“Any time you’re going to talk to a person and you know it’s going to be negative, there are measures you can and should take,” said Fiel, former executive director of school security for the Washington, D.C. public school system. “You never know how people are going to react … and in those situations, security should be in the immediate vicinity. Someone with authority should be there, other than the administrator.”

Meanwhile, questions also have arisen about whether UAH should have known about previous instances of violence in Bishop’s past.

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Study: Too few schools are teaching cyber safety

Teaching about safe and responsible internet use is increasingly important for today's digital natives.

Teaching about safe and responsible internet use is increasingly important for today's digital natives.

Students aren’t getting enough instruction in school on how to use technology and the internet in a safe and responsible manner, a new poll suggests.

Released by the National Cyber Security Alliance (NCSA) and supported by Microsoft Corp., the survey found fewer than one-fourth of U.S. teachers have spent more than six hours on any kind of professional development related to cyber ethics, safety, or security within the last 12 months.

More than half of teachers reported their school districts do not require these subjects as part of the K-12 curriculum, and only 35 percent said they’ve taught proper online conduct to their students.

Despite the lack of training and consistent teaching of internet safety, the survey shows that America’s teachers, school administrators, and technology coordinators strongly agree that cyber ethics, safety, and security should be taught in schools.

The poll, conducted by Zogby International, surveyed more than 1,000 teachers, 400 school administrators, and 200 technology coordinators. Results were analyzed in conjunction with the Maryland-based research group Educational Technology Policy, Research, and Outreach (ETPRO).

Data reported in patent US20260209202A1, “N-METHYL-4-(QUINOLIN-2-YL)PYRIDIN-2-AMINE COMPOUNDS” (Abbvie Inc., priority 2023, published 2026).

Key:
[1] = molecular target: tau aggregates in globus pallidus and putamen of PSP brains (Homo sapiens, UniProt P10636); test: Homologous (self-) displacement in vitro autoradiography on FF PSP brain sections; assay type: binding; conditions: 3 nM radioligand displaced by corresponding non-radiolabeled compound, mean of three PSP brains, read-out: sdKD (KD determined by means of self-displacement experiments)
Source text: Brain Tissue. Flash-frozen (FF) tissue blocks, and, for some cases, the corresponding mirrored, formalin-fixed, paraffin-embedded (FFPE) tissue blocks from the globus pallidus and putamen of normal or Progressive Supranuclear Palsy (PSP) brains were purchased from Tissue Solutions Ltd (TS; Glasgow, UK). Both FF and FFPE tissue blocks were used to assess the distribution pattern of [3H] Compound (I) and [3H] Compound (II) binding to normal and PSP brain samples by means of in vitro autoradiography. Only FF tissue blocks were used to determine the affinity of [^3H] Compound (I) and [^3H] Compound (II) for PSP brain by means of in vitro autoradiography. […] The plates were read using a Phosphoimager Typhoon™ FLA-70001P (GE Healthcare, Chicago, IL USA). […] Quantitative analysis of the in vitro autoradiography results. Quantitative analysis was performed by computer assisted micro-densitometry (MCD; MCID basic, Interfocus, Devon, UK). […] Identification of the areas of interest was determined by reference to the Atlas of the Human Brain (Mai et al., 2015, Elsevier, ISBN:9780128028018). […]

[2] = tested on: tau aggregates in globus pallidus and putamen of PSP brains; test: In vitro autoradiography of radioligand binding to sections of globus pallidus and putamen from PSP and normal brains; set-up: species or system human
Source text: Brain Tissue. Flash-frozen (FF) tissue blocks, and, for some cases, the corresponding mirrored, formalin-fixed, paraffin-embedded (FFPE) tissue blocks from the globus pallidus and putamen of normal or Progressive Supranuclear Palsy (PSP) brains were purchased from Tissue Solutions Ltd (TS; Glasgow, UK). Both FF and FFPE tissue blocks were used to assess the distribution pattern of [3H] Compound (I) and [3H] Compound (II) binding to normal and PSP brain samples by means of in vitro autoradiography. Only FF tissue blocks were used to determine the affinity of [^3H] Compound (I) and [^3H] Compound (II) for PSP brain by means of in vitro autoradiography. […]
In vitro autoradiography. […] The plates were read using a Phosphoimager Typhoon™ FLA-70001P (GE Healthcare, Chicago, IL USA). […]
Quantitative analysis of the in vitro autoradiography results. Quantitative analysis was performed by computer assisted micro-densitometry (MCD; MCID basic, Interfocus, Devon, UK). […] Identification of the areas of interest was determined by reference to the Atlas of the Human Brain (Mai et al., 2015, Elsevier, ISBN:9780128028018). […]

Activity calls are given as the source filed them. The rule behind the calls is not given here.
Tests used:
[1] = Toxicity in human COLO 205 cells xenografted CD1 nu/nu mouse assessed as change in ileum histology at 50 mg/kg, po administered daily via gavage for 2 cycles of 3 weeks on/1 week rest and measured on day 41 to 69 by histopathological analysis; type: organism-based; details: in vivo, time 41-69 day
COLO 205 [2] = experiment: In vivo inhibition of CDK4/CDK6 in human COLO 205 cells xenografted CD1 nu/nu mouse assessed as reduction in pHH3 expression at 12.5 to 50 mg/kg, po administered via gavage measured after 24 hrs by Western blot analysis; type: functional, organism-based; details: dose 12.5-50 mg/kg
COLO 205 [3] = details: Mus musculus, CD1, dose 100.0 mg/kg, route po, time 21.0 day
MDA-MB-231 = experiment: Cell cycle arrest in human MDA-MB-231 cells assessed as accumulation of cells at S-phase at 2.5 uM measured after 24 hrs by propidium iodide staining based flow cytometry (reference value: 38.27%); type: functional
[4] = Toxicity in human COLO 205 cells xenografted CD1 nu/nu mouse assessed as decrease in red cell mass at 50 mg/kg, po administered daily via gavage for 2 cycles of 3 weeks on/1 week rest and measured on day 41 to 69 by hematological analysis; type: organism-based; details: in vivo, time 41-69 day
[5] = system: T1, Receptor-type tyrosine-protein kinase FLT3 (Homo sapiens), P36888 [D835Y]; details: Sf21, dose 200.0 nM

Key findings of the survey include:

• More than 90 percent of technology coordinators, school administrators, and teachers support teaching cyber ethics, safety, and security in schools. Yet, only 35 percent of teachers and just over half of school administrators report that their school districts require the teaching of these subjects in their curriculum.

• Lessons on these topics aren’t being integrated very often into everyday instructional activities. For example, only 27 percent of teachers have taught about the safe use of social networks in the past 12 months; only 18 percent have taught about online scams, fraud, and social engineering; and only 19 percent have taught about safe passwords. Overall, 32 percent of teachers said they have not taught cyber ethics, and 44 percent of teachers said they have not taught cyber safety or security.

• Teachers and administrators have different opinions as to who should be responsible for educating students about these topics. While 72 percent of teachers said parents bear the primary responsibility for teaching these topics, 51 percent of school administrators said teachers are mostly responsible.